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USA Cycling license sales outstrip 2005 total

By Andy Lee, USA Cycling

After selling 54,190 licenses last year, USA Cycling announced yesterday that number had been eclipsed on July 10, illustrating the growth in competitive cycling in the United States and continuing a four-year trend.

American cycling has attracted unprecedented attention in recent years. Much of that attention can be attributed to the success of Lance Armstrong and the growing popularity of American athletes at the sport's highest level. In fact, since Armstrong captured his fourth Tour de France crown, USA Cycling membership has increased by over 27 percent. During that same four-year period, the number of competitive road cyclists has increased from 25,803 to 35,010 - a 36 percent jump amongst those who complete in the same discipline as Armstrong.

"Obviously if you look at the number of competitive cyclists licensed by USA Cycling, it's evident that the sport has grown by leaps and bounds in the last few years," noted seven-time Tour de France winner Armstrong. "The climate of American cycling at the elite level of competition is extremely healthy and the attention the sport has received has helped stimulate tremendous growth and interest."

Following the retirement of Armstrong after the 2005 Tour de France, Americans have continued to excel in cycling's flagship event. George Hincapie and Floyd Landis became the fourth and fifth Americans in history to wear the coveted yellow jersey in the Tour de France earlier this month, keeping the success of Americans alive and likely fostering similar growth.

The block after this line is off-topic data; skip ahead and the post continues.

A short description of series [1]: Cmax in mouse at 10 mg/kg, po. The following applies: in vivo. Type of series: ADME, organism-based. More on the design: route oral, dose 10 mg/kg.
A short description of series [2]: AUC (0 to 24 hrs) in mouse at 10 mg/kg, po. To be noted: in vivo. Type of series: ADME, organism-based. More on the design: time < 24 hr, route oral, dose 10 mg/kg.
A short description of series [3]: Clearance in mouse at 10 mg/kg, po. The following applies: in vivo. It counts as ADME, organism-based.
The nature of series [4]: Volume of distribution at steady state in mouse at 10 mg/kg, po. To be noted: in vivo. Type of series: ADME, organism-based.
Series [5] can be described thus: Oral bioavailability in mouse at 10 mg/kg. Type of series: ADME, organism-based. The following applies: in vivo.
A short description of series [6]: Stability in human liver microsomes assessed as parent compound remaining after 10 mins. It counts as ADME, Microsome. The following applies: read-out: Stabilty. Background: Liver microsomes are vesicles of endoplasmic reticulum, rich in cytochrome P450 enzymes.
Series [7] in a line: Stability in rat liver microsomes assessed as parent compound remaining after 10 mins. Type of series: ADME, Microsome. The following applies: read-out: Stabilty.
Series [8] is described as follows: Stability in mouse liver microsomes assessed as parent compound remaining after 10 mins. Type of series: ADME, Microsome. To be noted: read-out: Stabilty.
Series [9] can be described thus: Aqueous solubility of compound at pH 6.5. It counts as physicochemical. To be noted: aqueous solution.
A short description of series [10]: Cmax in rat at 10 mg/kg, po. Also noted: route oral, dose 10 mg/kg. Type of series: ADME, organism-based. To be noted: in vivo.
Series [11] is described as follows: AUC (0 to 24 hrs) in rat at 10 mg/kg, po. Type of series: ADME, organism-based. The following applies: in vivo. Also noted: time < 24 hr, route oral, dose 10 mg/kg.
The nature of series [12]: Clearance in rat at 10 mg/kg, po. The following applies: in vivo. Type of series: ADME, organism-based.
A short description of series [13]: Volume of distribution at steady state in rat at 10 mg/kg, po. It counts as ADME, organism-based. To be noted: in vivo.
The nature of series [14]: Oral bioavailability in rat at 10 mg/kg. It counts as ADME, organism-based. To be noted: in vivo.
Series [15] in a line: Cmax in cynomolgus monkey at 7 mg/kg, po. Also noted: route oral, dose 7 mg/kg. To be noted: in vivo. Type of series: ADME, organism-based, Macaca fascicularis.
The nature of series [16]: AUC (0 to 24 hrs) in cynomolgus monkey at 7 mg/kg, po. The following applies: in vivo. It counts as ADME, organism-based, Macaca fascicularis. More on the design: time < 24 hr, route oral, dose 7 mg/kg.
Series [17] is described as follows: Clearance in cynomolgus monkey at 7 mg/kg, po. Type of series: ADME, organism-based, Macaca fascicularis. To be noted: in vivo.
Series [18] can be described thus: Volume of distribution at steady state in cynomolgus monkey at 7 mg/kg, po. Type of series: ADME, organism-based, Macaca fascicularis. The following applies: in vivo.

"There are a lot of positive things happening in American cycling right now," added Armstrong. "The number of people racing their bikes from the junior level into the U23 class and on up through the master categories is an encouraging sign of where our sport is heading. It's a trend I hope continues."

"We're ecstatic at the continued growth of USA Cycling," commented Steve Johnson, chief executive officer. As the governing body for the sport in the United States, it is ultimately our mission to grow the sport of competitive cycling in our country. From a membership standpoint, we are working diligently on a daily basis to create more value in a USA Cycling membership with the hopes of better serving our existing licensees and attracting new members to the sport."

Of the current licenses, 35,010 are road and track specific and 10,476 are mountain bike specific. Other licenses include USA Cycling coaches licenses (1,071), officials licenses (1,914), collegiate cycling licenses (3,383), BMX licenses (183), mechanics licenses (170), professional cyclist licenses (294), UCI international licences (2,130) and gold and silver premier memberships (171).

At the conclusion of 2002, USA Cycling had 42,499 members, followed by 43,944 in 2003, 48,867 in 2004 and 54,190 in 2005.

Those numbers represent a 3.4 percent increase in 2003, an 11.2 percent increase in 2004 and a 10.8 percent increase in 2005.

Another statistic that points to the marked growth in organized competitive cycling is the increase in USA Cycling sanctioned teams and clubs. As of July 19, USA Cycling has sanctioned 1,748 clubs - a 12 percent increase over the 1,554 sanctioned clubs at this time last year. Of those 1,748 clubs, 257 are new.

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